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The RangeMOSter Clean Boost

copyright 2001 by Scott Swartz, all rights reserved



This design is a very simple clean booster that is perfect for switching between a clean rhythm and lead volume, or adding sustain to a distorted rhythm tone for leads. The circuit is a little like the classic rangemaster circuit, but implemented with a MOSFET transistor, arranged for more uniform frequency response, vastly higher input impedance, less distortion, well maybe its not much like the rangemaster after all, but itís a cool title.

Calling it a 'clean boost' is a bit misleading, since it measures about 1.5% THD at 1 volt output, but this amount is barely perceptible and actually adds a little character and sparkle to the tone. This is due to the fact that the distortion is almost all second harmonic, which I was able to determine by checking the waveform with the fundamental removed using a distortion analyzer; What was left looked like a sine wave with twice the frequency.

Maximum gain available is about 8, which doesn't sound like much, but is plenty for my uses. Of course, the gain could be increased with a source bypass capacitor (try 20 uF), but distortion will also increase correspondingly. Another way of adjusting gain would be to make the source resistor variable.



I built the pedal using a Hammond 1590B box. Since the circuit is so simple, I used terminal strip construction.

Here is the SCHEMATIC.

Check out this PICTURE to see the layout. Even though the box is small, if you build it in the proper order, there is plenty of room. Study the picture to see which components should be installed first; Start with the terminal strip, pot, and LED, as these end up under the input and output caps, as you can see in the pictures.

There is only one adjustment required after construction, the bias point of the MOSFET. The following section details how I settled on the bias point I recommend, which is 4.5 VDC at the drain of the MOSFET.


Setting The Bias Point

I was trying different resistors to see how low I could go on LED current and still have enough brightness, and I noticed that the sound of the pedal was changing when I connected the LED, it seemed a little more distorted. The LED draw was only around 1 ma and of course constant, so this was surprising.

To satisfy my curiosity about whether what I thought I was hearing was actually there, I hooked up an HP 200CD signal generator set for 100mv 1 kHZ on the input, and a Tektronix 561A oscilloscope and HP 334A distortion analyzer on the output. I was not hearing things, as connecting the LED raised the THD to 1.9% from 1.7%.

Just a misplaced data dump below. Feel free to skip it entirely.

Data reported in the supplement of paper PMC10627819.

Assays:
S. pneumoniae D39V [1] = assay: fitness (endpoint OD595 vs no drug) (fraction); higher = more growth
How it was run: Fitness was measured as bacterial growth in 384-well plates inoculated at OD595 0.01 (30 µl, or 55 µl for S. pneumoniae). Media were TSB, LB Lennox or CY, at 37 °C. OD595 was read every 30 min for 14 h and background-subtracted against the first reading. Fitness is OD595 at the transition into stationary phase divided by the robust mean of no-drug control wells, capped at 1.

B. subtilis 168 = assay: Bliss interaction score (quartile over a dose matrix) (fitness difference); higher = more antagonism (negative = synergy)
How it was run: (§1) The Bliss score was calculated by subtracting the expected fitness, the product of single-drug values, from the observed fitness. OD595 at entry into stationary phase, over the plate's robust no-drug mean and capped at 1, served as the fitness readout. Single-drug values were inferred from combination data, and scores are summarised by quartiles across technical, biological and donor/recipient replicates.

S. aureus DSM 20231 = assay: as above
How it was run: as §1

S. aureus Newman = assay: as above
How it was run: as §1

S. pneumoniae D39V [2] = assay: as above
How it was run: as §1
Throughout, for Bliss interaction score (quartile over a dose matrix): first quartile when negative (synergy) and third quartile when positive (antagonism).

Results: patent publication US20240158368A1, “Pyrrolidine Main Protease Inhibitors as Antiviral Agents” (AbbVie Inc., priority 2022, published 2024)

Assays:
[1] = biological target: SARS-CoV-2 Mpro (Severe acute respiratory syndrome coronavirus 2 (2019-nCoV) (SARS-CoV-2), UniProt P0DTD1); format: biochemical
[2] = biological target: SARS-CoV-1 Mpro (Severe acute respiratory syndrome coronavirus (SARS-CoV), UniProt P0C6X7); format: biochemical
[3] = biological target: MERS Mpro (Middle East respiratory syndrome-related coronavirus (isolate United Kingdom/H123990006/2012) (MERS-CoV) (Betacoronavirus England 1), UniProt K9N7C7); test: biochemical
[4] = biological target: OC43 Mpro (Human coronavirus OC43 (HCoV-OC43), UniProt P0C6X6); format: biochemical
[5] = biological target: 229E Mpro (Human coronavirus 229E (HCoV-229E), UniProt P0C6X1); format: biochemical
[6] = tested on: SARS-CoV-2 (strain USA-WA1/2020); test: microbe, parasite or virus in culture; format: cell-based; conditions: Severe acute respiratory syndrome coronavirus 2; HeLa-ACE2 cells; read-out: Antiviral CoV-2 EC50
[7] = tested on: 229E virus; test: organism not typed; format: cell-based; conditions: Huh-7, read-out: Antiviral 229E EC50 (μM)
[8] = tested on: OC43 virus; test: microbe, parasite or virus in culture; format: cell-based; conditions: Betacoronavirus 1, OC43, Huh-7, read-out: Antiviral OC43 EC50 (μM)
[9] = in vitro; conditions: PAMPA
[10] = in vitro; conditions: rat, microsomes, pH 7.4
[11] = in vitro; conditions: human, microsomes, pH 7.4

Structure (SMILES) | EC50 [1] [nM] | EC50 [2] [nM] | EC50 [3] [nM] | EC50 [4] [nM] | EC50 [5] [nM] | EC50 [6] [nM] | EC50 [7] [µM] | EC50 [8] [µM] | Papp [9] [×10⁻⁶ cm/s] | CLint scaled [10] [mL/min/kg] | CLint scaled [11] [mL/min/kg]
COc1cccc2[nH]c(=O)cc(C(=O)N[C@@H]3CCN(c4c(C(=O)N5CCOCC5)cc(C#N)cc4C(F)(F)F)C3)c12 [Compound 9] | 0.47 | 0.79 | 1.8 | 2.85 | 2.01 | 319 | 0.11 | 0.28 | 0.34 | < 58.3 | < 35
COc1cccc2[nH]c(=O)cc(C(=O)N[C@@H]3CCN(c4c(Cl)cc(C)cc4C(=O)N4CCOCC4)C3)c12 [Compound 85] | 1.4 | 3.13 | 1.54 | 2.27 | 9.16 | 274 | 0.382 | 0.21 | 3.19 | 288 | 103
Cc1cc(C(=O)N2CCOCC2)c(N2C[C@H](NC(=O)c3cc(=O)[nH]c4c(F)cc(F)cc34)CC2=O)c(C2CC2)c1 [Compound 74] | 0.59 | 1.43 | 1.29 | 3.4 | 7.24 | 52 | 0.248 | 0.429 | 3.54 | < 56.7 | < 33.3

The LED current is not capable of modulating the power supply in any way, of course, so where is the extra distortion coming from? A little more checking gave the answer- the LED current draw changed the bias point of the MOSFET, causing a change of about 0.2 VDC in the drain voltage. It turns out THD generated is very dependent on the drain voltage.

I then ran a more extensive test, using an input of 180 mv which gave 1.36 Vrms output, and varied the bias point with a pot in the Vref divider. Below are the THD versus bias point results using a 2N7000 MOSFET. I later tried a BS170 MOSFET, and distortion was about 0.2% less at each bias point, but otherwise it behaved the same at the bias point was varied.

Drain Voltage (VDC)

Percent THD


3.0 %


2.0 %


1.0 %

I then increased the signal generator voltage to the point of clipping and adjusted the bias point for the drain voltage that gave the largest voltage swing on both sides on the waveform by watching the wave on the scope. This point turned out to be 5.1 VDC on the drain, which you can see from above is not the optimum point for low distortion, unfortunately. The lowest distortion reading I was able to obtain was about 1% THD, but that was at a drain voltage that is too low for real world use.

Setting the drain voltage to 4.5 VDC is probably a good compromise. It is often stated that this is the number to shoot for, but here is some actual data to back it up.


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